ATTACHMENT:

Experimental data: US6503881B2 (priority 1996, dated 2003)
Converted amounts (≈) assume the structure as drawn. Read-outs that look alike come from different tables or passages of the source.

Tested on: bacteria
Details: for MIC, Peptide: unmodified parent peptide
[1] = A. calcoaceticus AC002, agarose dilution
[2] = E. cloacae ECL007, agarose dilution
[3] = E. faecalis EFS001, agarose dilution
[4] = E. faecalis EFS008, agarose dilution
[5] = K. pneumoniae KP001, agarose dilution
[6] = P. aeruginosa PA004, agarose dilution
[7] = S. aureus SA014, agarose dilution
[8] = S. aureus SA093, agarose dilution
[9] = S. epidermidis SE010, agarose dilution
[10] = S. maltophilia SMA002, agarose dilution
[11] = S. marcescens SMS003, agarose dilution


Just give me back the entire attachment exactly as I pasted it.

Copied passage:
Experimental data: US6503881B2 (priority 1996, dated 2003)
Converted amounts (≈) assume the structure as drawn. Read-outs that look alike come from different tables or passages of the source.

Tested on: bacteria
Details: for MIC, Peptide: unmodified parent peptide
[1] = A. calcoaceticus AC002, agarose dilution
[2] = E. cloacae ECL007, agarose dilution
[3] = E. faecalis EFS001, agarose dilution
[4] = E. faecalis EFS008, agarose dilution
[5] = K. pneumoniae KP001, agarose dilution
[6] = P. aeruginosa PA004, agarose dilution
[7] = S. aureus SA014, agarose dilution
[8] = S. aureus SA093, agarose dilution
[9] = S. epidermidis SE010, agarose dilution
[10] = S. maltophilia SMA002, agarose dilution
[11] = S. marcescens SMS003, agarose dilution